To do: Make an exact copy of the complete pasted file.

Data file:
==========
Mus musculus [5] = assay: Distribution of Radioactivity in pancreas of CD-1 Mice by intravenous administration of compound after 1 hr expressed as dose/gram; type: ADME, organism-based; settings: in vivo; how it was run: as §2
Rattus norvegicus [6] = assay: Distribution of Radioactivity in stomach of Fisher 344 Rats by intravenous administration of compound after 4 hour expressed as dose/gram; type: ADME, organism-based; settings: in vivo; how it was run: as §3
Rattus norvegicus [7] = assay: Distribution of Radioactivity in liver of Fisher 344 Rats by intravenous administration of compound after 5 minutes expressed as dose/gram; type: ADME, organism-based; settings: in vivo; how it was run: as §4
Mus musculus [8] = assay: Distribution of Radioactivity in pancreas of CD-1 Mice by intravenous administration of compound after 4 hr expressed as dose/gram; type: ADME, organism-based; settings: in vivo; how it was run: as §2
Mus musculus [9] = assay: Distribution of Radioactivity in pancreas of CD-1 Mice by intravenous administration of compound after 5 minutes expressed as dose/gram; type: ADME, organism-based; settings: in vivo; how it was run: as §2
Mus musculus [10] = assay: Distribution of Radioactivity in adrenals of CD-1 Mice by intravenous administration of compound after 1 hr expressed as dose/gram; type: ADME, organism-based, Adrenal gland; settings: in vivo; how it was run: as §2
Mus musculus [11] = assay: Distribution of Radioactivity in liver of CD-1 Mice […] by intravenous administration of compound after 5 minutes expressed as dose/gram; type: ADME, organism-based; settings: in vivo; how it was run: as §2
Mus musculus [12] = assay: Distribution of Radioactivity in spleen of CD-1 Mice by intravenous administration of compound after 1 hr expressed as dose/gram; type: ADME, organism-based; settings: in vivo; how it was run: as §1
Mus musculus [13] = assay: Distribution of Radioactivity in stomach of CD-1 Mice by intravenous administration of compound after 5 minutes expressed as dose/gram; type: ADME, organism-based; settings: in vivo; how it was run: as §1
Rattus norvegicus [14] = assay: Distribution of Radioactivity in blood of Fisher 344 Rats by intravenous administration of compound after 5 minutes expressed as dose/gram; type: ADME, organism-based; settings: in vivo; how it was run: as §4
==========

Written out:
Mus musculus [5] = assay: Distribution of Radioactivity in pancreas of CD-1 Mice by intravenous administration of compound after 1 hr expressed as dose/gram; type: ADME, organism-based; settings: in vivo; how it was run: as §2
Rattus norvegicus [6] = assay: Distribution of Radioactivity in stomach of Fisher 344 Rats by intravenous administration of compound after 4 hour expressed as dose/gram; type: ADME, organism-based; settings: in vivo; how it was run: as §3
Rattus norvegicus [7] = assay: Distribution of Radioactivity in liver of Fisher 344 Rats by intravenous administration of compound after 5 minutes expressed as dose/gram; type: ADME, organism-based; settings: in vivo; how it was run: as §4
Mus musculus [8] = assay: Distribution of Radioactivity in pancreas of CD-1 Mice by intravenous administration of compound after 4 hr expressed as dose/gram; type: ADME, organism-based; settings: in vivo; how it was run: as §2
Mus musculus [9] = assay: Distribution of Radioactivity in pancreas of CD-1 Mice by intravenous administration of compound after 5 minutes expressed as dose/gram; type: ADME, organism-based; settings: in vivo; how it was run: as §2
Mus musculus [10] = assay: Distribution of Radioactivity in adrenals of CD-1 Mice by intravenous administration of compound after 1 hr expressed as dose/gram; type: ADME, organism-based, Adrenal gland; settings: in vivo; how it was run: as §2
Mus musculus [11] = assay: Distribution of Radioactivity in liver of CD-1 Mice […] by intravenous administration of compound after 5 minutes expressed as dose/gram; type: ADME, organism-based; settings: in vivo; how it was run: as §2
Mus musculus [12] = assay: Distribution of Radioactivity in spleen of CD-1 Mice by intravenous administration of compound after 1 hr expressed as dose/gram; type: ADME, organism-based; settings: in vivo; how it was run: as §1
Mus musculus [13] = assay: Distribution of Radioactivity in stomach of CD-1 Mice by intravenous administration of compound after 5 minutes expressed as dose/gram; type: ADME, organism-based; settings: in vivo; how it was run: as §1
Rattus norvegicus [14] = assay: Distribution of Radioactivity in blood of Fisher 344 Rats by intravenous administration of compound after 5 minutes expressed as dose/gram; type: ADME, organism-based; settings: in vivo; how it was run: as §4